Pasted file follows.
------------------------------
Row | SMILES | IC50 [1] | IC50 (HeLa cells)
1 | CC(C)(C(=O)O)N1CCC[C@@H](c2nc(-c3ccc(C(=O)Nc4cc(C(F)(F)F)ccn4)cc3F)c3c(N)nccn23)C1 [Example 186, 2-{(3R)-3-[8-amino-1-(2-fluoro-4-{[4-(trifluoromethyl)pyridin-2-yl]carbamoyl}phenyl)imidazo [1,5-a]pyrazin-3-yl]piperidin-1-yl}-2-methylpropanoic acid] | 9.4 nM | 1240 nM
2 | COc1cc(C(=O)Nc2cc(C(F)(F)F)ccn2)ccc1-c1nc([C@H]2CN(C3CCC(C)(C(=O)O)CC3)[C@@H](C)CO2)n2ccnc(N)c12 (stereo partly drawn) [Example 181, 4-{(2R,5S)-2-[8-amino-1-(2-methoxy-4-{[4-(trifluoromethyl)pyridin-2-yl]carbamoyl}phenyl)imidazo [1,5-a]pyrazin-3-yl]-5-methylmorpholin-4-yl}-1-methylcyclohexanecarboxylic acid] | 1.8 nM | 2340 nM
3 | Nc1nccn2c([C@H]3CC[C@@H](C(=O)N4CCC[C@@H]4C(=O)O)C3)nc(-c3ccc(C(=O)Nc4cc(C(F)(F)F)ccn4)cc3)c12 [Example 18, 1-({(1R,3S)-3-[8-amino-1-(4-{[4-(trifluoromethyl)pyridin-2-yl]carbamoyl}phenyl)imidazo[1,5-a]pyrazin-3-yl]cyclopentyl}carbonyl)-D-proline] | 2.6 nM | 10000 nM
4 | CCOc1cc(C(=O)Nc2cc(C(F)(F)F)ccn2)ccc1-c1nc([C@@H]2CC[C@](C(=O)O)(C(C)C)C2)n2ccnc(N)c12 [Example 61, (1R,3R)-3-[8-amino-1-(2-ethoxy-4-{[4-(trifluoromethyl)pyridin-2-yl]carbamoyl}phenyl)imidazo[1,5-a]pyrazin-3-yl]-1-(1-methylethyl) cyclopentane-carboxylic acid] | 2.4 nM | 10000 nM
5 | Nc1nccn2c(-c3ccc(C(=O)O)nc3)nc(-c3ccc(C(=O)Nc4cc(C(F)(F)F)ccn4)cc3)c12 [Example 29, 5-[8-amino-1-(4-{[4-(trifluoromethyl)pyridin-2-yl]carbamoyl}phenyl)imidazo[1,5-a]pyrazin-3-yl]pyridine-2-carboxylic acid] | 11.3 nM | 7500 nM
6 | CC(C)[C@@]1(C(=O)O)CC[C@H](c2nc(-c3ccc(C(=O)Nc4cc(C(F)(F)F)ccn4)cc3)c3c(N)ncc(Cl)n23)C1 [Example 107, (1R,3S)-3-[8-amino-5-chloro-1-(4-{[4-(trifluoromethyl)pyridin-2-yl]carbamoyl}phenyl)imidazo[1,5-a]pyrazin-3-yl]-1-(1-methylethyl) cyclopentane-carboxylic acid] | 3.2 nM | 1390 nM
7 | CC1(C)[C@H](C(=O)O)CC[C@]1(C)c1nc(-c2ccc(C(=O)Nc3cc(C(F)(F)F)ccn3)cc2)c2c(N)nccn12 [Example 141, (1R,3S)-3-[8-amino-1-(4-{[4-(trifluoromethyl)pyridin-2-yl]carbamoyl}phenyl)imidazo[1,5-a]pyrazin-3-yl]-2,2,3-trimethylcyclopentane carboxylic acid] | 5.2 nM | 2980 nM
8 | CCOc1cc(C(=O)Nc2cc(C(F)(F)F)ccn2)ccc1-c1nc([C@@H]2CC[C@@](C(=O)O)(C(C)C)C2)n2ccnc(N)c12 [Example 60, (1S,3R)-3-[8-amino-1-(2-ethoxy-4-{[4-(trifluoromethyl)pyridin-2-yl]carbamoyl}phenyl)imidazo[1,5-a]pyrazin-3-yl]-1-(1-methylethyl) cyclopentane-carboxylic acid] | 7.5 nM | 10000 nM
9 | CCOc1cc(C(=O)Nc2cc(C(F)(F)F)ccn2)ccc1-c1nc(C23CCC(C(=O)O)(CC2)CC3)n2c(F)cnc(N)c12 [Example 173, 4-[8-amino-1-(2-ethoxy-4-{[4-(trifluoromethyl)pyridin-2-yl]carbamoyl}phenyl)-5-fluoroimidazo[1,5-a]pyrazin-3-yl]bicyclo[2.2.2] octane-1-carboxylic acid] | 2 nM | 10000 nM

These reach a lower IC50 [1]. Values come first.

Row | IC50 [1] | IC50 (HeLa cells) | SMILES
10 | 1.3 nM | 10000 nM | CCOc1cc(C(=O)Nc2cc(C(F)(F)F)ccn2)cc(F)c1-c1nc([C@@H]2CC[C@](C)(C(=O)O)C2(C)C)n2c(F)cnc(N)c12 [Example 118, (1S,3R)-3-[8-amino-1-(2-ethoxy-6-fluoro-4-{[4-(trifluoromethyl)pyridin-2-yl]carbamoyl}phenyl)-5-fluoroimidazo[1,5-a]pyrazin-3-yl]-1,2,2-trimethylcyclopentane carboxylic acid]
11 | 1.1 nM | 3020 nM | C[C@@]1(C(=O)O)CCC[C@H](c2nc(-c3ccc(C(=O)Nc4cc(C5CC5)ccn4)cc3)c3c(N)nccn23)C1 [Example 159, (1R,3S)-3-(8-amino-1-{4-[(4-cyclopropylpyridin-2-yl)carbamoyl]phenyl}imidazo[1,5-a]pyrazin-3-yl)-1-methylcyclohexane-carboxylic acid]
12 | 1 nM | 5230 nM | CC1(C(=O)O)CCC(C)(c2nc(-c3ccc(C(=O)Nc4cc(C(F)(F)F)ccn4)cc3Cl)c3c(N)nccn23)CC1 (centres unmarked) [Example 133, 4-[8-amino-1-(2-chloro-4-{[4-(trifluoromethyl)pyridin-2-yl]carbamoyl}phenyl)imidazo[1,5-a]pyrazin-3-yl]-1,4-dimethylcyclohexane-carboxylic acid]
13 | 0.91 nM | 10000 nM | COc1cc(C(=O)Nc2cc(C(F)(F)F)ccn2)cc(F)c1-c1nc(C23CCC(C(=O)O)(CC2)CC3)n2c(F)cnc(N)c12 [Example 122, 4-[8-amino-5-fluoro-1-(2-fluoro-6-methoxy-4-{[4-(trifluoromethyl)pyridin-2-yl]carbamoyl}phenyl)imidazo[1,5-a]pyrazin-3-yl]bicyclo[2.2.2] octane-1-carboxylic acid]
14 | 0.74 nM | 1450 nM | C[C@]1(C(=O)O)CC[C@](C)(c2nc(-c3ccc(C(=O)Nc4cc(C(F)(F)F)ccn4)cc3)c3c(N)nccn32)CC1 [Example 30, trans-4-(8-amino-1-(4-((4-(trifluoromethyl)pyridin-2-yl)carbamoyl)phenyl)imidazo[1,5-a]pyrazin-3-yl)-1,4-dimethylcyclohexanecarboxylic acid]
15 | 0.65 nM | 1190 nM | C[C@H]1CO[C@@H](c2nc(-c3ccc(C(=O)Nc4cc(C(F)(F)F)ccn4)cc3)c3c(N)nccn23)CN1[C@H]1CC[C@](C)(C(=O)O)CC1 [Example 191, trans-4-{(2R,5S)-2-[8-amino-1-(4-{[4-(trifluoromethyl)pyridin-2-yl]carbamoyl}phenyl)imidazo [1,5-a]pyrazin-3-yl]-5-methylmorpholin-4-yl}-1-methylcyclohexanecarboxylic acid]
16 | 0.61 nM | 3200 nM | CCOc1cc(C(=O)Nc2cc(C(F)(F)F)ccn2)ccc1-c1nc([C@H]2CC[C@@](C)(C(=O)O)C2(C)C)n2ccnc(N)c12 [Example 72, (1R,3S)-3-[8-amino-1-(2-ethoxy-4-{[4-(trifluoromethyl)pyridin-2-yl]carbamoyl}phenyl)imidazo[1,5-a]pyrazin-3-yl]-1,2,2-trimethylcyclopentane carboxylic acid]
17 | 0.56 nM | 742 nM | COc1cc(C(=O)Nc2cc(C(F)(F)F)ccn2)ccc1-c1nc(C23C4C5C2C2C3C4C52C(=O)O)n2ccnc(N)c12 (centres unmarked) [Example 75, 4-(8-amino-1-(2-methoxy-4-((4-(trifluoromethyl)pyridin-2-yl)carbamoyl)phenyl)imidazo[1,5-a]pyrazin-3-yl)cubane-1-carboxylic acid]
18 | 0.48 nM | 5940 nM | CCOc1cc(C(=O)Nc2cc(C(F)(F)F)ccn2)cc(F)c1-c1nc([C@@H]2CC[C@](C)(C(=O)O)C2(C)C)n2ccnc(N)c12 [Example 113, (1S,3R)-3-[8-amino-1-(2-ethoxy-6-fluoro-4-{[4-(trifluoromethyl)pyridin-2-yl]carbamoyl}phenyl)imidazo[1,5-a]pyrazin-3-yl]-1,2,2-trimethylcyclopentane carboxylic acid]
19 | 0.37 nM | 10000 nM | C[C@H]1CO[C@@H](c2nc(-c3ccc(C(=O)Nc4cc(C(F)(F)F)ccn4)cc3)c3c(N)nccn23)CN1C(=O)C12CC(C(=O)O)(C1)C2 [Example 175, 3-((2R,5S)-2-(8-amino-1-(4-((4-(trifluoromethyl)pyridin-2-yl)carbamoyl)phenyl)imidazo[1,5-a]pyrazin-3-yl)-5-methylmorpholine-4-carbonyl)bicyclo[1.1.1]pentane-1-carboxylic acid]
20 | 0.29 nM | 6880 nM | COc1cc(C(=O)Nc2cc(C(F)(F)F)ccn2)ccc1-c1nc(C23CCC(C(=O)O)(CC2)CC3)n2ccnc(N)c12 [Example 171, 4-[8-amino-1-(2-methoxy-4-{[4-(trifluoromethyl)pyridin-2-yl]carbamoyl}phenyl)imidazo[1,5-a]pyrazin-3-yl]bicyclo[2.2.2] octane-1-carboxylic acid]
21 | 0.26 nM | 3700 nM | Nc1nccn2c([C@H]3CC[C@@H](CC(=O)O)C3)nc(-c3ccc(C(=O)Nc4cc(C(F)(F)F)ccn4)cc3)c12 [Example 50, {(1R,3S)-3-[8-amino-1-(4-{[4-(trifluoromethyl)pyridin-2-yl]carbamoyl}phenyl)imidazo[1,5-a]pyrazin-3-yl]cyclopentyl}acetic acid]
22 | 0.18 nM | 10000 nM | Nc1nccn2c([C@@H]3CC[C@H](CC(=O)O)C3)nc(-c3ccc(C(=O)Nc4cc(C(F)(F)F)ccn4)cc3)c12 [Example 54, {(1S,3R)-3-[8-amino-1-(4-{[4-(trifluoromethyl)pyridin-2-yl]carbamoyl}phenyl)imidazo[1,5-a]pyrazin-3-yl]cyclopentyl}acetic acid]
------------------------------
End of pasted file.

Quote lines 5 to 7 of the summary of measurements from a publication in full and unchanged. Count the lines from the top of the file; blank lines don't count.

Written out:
4 | CCOc1cc(C(=O)Nc2cc(C(F)(F)F)ccn2)ccc1-c1nc([C@@H]2CC[C@](C(=O)O)(C(C)C)C2)n2ccnc(N)c12 [Example 61, (1R,3R)-3-[8-amino-1-(2-ethoxy-4-{[4-(trifluoromethyl)pyridin-2-yl]carbamoyl}phenyl)imidazo[1,5-a]pyrazin-3-yl]-1-(1-methylethyl) cyclopentane-carboxylic acid] | 2.4 nM | 10000 nM
5 | Nc1nccn2c(-c3ccc(C(=O)O)nc3)nc(-c3ccc(C(=O)Nc4cc(C(F)(F)F)ccn4)cc3)c12 [Example 29, 5-[8-amino-1-(4-{[4-(trifluoromethyl)pyridin-2-yl]carbamoyl}phenyl)imidazo[1,5-a]pyrazin-3-yl]pyridine-2-carboxylic acid] | 11.3 nM | 7500 nM
6 | CC(C)[C@@]1(C(=O)O)CC[C@H](c2nc(-c3ccc(C(=O)Nc4cc(C(F)(F)F)ccn4)cc3)c3c(N)ncc(Cl)n23)C1 [Example 107, (1R,3S)-3-[8-amino-5-chloro-1-(4-{[4-(trifluoromethyl)pyridin-2-yl]carbamoyl}phenyl)imidazo[1,5-a]pyrazin-3-yl]-1-(1-methylethyl) cyclopentane-carboxylic acid] | 3.2 nM | 1390 nM